Resolving scheduling conflicts between EPO and FPC oral proceedings

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The EPO has a pretty strict regime in place with respect to postponement of oral proceedings. As you might know, only a single date is fixed by the EPO ex officio, and this date

[…] will be cancelled and another date fixed […] only if the party concerned can advance serious reasons which justify the fixing of a new date. The request to fix another date shall be filed as soon as possible after the ground preventing the party concerned from attending the oral proceedings have arisen.

See the Notice from the EPO of 18 December 2008. Only a very limited set of ‘serious reasons’ is expressly whitelisted in ¶ 2.3. But even those whitelisted reasons are not sufficient sometimes. In particular in more recent times, at least in my experience. But that’s a different story; I might come back to this soon.

One of the whitelisted ‘serious reasons’ is a previously notified summons to oral proceedings before a national court. However, patent attorneys are not the legal representatives in by far the most cases at the FPC. They are rather only assisting, and the summons are not addressed to them. That makes it cumbersome to invoke the summons as a ‘serious reason’ with a request for postponement at the EPO.

However, the FPC has now issued a notice that patent attorneys assisting in proceedings before the FPC can request a confirmation that they are required to attend a hearing at the FPC, to avoid scheduling conflicts with the EPO.

Needless to say that this is MUCH appreciated.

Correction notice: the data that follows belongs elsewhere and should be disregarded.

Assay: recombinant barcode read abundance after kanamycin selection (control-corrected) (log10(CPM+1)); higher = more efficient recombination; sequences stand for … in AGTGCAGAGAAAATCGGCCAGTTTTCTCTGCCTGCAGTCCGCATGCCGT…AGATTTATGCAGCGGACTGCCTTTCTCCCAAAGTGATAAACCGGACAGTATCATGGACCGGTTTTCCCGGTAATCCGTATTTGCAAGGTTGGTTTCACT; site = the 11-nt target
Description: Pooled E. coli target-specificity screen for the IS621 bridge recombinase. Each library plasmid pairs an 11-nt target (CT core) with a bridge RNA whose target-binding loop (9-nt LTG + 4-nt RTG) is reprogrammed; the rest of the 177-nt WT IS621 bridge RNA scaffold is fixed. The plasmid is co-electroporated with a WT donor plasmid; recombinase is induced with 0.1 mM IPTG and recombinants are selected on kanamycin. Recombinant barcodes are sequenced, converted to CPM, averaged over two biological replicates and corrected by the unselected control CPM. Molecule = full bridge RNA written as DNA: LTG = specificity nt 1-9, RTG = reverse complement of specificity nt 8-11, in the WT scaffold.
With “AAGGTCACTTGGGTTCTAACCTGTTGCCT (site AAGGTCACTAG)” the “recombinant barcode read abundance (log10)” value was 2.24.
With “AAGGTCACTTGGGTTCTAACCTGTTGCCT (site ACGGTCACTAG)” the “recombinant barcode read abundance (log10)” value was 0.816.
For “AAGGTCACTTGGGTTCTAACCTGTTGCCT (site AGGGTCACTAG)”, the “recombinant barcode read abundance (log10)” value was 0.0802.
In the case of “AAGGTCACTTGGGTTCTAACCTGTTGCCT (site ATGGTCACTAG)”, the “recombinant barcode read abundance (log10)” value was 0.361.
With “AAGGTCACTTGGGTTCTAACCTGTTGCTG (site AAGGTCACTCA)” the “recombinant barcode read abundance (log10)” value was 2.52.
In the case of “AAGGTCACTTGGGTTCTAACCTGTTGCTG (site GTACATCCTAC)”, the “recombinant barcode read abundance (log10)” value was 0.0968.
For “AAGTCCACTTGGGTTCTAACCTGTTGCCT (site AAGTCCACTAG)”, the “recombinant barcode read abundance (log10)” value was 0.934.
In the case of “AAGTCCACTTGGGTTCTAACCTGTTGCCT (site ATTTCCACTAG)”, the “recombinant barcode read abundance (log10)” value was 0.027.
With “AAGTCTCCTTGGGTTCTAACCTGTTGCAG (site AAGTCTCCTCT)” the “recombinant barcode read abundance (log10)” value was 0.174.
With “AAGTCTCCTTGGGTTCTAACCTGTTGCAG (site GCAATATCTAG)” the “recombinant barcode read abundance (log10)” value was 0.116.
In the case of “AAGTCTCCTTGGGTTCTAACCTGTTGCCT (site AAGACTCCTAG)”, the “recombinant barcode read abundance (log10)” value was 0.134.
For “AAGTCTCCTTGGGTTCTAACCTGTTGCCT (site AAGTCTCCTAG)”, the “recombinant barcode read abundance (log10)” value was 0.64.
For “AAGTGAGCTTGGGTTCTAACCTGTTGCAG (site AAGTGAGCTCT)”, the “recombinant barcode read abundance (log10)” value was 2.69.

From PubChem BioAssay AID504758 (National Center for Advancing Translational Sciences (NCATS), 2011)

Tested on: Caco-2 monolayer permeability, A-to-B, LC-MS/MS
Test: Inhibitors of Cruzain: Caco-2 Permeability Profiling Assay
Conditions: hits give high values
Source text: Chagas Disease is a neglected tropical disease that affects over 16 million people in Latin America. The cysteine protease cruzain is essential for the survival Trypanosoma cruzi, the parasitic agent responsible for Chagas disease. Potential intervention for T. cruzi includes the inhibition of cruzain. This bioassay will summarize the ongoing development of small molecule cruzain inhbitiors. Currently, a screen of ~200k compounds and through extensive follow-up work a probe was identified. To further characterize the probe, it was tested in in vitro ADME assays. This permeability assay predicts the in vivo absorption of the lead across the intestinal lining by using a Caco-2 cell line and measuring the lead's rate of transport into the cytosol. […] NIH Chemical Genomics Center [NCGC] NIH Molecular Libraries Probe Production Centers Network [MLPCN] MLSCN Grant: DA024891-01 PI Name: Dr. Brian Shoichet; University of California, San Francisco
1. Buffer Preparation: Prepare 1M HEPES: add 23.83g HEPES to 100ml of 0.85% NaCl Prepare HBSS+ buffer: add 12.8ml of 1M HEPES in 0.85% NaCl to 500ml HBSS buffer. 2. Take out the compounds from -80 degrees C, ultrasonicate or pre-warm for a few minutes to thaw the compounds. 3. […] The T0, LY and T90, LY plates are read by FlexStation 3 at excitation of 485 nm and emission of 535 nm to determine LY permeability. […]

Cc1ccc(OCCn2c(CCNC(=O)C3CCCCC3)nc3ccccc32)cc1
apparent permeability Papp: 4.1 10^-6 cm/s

/MW

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3 Replies to “Resolving scheduling conflicts between EPO and FPC oral proceedings”

  1. By introducing a lead time of at lead 6 months when summoning to oral proceedings it becomes quasi impossible for representatives to require postponement of OP in opposition should they receive in the meantime summons to a court, e.g. BPatG, or to a civil court where they need to assist the lawyer.

    A bit more flexibility should be allowable when a summons to another court is received after the summons from the EPO.

    The problem appears less stringent in appeal as there the lead time is 4 months, which is comparable with summons to courts in the contracting states.

  2. In most cases the FPC will provide the parties with a number of possible dates for instruction or main hearings. Accordingly, if the date for EPO oral proceedings are already fixed when the date for the FPC hearing is set, it will usually be possible to select other dates for the FPC hearing.

    Of course, the situation may be more difficult in summary proceedings or if the availabilities of the people required for the FPC hearing are very incompatible.

    Nevertheless, for us patent attorneys it is very useful to be able to obtain the court’s confirmation as soon as the FPC hearing date is fixed.

    1. I once ran into trouble when the EPO summoned me for a date on which I was already supposed to show up at the FPC as assisting patent attorney, i.e. not as representative. In that capacity, I was not mentioned on the summons. The request for postponement was a bumpy excercise. In such cases, the FPC’s confirmation will be helpful.

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